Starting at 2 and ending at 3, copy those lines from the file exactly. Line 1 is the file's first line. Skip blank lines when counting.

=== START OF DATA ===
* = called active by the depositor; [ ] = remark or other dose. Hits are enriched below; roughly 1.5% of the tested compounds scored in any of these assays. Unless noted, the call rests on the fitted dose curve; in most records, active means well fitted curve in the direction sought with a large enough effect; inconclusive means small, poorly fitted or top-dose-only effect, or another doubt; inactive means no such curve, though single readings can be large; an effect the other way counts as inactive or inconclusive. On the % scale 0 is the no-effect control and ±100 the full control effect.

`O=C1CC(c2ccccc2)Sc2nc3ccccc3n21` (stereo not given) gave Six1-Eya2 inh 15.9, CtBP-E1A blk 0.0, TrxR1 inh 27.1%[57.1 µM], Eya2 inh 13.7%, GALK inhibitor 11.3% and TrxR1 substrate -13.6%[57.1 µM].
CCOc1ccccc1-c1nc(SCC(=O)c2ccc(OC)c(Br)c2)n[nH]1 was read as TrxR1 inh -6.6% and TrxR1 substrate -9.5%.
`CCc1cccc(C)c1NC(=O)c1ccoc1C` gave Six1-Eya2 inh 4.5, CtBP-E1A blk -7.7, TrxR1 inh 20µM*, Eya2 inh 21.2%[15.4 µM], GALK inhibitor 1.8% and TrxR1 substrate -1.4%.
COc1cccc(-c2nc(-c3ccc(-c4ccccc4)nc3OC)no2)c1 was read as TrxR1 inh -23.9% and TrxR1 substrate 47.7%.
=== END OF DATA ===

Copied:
`O=C1CC(c2ccccc2)Sc2nc3ccccc3n21` (stereo not given) gave Six1-Eya2 inh 15.9, CtBP-E1A blk 0.0, TrxR1 inh 27.1%[57.1 µM], Eya2 inh 13.7%, GALK inhibitor 11.3% and TrxR1 substrate -13.6%[57.1 µM].
CCOc1ccccc1-c1nc(SCC(=O)c2ccc(OC)c(Br)c2)n[nH]1 was read as TrxR1 inh -6.6% and TrxR1 substrate -9.5%.